Water & Wastewater Treatment

WWT May 2018

Water & Wastewater Treatment Magazine

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Page 14 of 43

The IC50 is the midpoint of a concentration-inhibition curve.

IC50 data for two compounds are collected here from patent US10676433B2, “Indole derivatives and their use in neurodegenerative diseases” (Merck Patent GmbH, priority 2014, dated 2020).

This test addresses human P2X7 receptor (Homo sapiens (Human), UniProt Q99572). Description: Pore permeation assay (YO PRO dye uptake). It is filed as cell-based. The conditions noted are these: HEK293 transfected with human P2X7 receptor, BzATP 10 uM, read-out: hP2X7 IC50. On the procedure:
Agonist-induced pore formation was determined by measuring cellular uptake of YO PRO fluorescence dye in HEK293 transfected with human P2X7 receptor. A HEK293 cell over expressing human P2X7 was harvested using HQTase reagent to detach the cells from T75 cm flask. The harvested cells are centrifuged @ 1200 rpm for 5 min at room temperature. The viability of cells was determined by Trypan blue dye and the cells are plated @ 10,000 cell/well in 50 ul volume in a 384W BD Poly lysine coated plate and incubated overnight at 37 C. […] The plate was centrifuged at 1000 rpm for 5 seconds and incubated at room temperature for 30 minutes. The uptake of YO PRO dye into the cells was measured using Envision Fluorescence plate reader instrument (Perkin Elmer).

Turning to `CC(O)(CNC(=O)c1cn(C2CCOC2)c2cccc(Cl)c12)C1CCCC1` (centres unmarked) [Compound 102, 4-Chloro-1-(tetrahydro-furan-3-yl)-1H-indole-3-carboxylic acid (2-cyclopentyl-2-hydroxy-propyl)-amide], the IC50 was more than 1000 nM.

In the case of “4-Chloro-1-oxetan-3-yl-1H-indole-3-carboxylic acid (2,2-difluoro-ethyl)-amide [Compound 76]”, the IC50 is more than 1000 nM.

www.wwtonline.co.uk | WWT | XXXX 20XX | 15 The Works E ven the victims gave it little thought until recent times, but the industry now appears to be waking up to water the. Whether it is developers making an illegal connection to a main for a block of flats or street-sweepers hooking up to an unauthorised standpipe, water companies must contend with the consequences. In January, Thames Water made in identifying them. So how much of a problem is unauthorised water extraction? The short answer is that nobody really knows. Thames estimates that it may lose between 2 and 3 million litres of water to such crime every year, and there is no reason to think that it is out of step with the rest of the UK. But the key issue is that there is no way of separating water that is lost in this fashion from water that www.wwtonline.co.uk | WWT | MAY 2018 | 15 headlines with its decision to hire a team of investigators to track down perpetrators of water the, with the water company having described the rise in unauthorised connections, from 33 in 2011 to 734 in 2017, as "dramatic". However, while there has been a substantial number of recorded incidents, the increase is in large part down to the utility taking the initiative Whether it is unauthorised connections or the illegal use of standpipes, water companies are increasingly clamping down on non-revenue water lost to water the By Robin Hackett Laying down the Law

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